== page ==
Some areas of the state, however, have had much higher success rates, including Erie and Allegheny Counties. Penn State College of Medicine, which has been tracing patients in its health system, has reached 80% of contacts since March.

In Berks County, only two individuals called by tracers have refused to participate, said Carolyn Bazik, director of the nonprofit Co-County Wellness Services, which typically provides sexually transmitted infection services and is now leading COVID-19 contact tracing efforts in the county.

“We’ve been around for 35 years and we’ve safe-guarded HIV and STD information all that time,” Bazik said, “so that reputation makes people more likely to trust the process perhaps."

The key is building community trust, said Noble Maseru, a professor at the University of Pittsburgh Graduate School of Public Health and a former city health director in Cincinnati and Detroit. If the people doing this work are known and respected in the community, residents will be more likely to trust that their information is being used for a good purpose.  

“You really want to convey that you are treating everyone fairly and no one is being singled out.”

Aneri Pattani

Correction: A June 18 newsletter item misstated when peak COVID-19 hospitalizations occurred in Pennsylvania. That happened on April 27. 

From across the state

» Amid the continuing unrest in Philadelphia, The Inquirer has this must-read on how armed vigilantes in the Fishtown neighborhood assaulted protesters in front of police but were not arrested, sparking multiple investigations.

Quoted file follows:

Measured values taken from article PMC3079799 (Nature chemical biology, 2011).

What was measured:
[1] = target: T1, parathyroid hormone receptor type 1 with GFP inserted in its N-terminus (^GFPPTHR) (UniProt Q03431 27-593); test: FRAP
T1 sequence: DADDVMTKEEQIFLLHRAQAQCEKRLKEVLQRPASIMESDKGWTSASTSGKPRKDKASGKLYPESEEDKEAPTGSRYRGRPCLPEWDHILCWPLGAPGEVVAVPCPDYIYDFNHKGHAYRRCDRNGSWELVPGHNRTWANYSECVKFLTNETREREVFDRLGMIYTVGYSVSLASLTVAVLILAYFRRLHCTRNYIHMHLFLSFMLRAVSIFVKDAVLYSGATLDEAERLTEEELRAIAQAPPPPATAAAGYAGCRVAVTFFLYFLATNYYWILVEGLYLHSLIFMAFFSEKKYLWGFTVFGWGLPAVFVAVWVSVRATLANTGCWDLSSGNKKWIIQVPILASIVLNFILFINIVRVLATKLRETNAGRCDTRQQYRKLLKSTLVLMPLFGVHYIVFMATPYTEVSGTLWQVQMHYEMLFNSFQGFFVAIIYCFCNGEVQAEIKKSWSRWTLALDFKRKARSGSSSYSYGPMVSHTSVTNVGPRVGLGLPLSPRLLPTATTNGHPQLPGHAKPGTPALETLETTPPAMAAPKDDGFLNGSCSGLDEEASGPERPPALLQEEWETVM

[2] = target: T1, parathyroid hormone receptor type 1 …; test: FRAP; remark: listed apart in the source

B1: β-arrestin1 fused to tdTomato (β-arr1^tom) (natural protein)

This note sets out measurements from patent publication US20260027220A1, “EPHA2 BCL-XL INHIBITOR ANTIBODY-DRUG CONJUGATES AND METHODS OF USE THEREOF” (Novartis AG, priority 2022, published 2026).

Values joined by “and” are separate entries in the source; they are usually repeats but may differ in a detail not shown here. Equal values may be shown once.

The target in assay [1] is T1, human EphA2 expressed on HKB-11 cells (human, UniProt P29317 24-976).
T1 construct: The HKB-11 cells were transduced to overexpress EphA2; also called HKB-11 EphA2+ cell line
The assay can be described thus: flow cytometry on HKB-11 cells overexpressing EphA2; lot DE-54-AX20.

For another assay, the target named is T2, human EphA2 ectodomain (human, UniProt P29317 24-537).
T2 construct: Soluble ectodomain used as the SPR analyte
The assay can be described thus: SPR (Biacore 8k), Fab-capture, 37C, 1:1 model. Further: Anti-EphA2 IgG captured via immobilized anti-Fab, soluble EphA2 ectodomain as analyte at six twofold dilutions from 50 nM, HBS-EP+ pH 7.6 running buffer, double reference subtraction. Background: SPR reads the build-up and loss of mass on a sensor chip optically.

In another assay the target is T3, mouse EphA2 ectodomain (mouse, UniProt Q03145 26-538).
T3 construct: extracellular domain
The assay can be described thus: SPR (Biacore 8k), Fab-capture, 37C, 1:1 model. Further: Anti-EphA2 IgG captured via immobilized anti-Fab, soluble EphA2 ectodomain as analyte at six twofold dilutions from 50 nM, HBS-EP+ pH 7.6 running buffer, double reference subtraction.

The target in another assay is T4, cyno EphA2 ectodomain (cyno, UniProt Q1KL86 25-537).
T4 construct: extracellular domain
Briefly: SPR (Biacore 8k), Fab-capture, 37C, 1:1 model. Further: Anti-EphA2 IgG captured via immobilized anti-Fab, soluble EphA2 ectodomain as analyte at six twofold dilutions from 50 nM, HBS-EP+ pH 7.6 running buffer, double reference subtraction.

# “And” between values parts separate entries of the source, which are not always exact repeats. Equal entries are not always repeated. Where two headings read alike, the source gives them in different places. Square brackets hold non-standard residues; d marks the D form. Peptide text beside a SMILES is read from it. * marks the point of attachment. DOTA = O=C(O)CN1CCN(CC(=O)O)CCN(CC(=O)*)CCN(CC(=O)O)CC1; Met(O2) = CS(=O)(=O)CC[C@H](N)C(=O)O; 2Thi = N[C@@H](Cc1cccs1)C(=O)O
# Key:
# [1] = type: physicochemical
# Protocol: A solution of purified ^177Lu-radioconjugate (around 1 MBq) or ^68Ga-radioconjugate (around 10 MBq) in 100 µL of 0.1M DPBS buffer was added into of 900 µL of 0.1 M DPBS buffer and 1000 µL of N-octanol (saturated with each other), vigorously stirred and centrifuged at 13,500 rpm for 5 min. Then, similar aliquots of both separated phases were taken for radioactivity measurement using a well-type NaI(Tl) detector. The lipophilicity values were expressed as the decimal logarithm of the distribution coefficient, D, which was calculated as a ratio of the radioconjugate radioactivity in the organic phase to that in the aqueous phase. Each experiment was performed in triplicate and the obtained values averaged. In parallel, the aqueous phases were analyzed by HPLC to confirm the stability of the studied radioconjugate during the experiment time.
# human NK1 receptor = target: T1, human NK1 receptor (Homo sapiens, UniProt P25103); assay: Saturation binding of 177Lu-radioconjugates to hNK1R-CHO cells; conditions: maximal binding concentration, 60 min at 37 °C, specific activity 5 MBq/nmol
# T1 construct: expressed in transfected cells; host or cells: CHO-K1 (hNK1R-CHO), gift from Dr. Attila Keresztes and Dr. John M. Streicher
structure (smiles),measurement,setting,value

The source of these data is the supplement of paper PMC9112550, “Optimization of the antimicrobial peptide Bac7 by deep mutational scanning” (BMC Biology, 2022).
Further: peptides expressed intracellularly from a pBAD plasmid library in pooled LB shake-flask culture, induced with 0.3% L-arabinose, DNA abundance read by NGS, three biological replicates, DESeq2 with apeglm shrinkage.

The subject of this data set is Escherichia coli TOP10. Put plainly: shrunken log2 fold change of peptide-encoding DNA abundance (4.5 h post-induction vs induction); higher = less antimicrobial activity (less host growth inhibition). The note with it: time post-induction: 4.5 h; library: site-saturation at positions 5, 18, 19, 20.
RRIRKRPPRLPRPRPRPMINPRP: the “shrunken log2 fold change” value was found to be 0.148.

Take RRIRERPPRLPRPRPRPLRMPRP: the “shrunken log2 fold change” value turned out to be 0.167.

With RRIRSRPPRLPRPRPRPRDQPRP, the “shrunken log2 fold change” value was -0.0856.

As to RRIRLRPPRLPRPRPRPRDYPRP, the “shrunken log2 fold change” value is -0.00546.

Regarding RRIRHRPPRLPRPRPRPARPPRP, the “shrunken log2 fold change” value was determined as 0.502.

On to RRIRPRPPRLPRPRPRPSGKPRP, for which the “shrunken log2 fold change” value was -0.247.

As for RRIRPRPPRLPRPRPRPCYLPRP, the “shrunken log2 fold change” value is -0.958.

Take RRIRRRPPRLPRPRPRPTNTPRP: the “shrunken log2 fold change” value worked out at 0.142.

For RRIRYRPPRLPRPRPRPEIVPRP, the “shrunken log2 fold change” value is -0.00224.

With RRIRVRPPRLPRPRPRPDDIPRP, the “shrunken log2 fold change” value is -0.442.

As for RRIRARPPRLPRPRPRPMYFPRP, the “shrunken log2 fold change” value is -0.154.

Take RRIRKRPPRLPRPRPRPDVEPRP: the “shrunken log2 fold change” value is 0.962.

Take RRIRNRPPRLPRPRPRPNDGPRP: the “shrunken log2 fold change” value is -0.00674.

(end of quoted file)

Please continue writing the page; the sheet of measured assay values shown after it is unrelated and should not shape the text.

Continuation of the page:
» Some cosmetologists are being denied licenses because they have a criminal record, NBC News reports. A bill addressing the problem received final approval this week, and Gov. Tom Wolf is expected to sign it.

» Lancaster residents are calling for the local school board to change the name of a middle school named for an 18th-century slave owner, according to LNP. Over 80 residents have signed an online petition in support.

Best of the rest across Pa.

» CAPITAL-STAR: A state board is sidelining police officers with mental health histories
» LNP: What are police talking about on encrypted radios? The public may soon know
» WNEP: Unemployment claims in Pa. have leveled off, but many still waiting
» PA POST: DACA recipients celebrate U.S. Supreme Court decision
» GO ERIE: Erie police officer fired over email about race, protests
» GO ERIE: Erie County sewage shows huge spike in COVID-19
» PUBLICSOURCE: Pittsburgh's reckoning with symbols of enslavement and racism

Yaasmeen Piper


Send your answers to newsletters@spotlightpa.org.

Home run (Case No. 44)Janet left home running. She ran a ways and turned left, ran the same distance and turned left, ran the same distance and turned left again. She was home again, but there were two masked people. Who were they?
Stumped? Get a hint. Feeling smart? Challenge a friend.

Last week's answer: None of them will get the banana; it is a coconut tree.

Congrats to Megan S. who will receive Spotlight PA swag (when we reopen our office!). Others who answered correctly: Philip C., Jonathan N., Rick S., Jaymes D., Michelle M., Joanne W., Drew C., George S., Sandy O., Michael H., Andy C., Jeff W., Deborah D., Kenneth J., Annette I., Hagan H., William D., Lou R., Jeffery F., Jack F., Edward P., Joseph S., Carl B., Pat N., Douglas W., Barbara W., Brett H., Dennis F., Norman S.A., Edward N., Rebecca D.
» This week's Riddler hint: The title is a clue.